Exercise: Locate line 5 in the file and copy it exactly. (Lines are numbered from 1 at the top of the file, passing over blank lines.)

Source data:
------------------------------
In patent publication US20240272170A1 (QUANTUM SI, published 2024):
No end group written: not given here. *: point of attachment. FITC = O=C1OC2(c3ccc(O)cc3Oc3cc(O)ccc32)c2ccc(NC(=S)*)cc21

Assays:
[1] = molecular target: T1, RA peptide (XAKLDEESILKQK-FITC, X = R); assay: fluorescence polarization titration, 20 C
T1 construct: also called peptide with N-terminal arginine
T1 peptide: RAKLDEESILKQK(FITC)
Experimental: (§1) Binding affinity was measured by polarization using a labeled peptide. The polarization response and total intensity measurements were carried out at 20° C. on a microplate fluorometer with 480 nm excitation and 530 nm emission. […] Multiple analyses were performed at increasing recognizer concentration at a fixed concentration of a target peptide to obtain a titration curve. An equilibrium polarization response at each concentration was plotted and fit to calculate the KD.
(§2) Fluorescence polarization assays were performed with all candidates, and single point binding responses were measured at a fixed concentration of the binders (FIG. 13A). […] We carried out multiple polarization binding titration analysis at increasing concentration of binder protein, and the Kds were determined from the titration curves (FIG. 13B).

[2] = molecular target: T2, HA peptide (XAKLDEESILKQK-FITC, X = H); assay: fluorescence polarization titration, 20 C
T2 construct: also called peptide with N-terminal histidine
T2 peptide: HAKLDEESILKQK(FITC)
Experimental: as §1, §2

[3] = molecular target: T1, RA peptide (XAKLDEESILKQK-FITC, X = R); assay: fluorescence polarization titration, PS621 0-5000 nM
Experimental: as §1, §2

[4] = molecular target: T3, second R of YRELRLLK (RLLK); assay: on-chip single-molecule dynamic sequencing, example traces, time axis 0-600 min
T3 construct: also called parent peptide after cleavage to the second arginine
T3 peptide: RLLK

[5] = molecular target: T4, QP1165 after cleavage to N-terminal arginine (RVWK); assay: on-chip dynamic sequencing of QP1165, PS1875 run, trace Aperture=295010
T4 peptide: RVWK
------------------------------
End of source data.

T1 construct: also called peptide with N-terminal arginine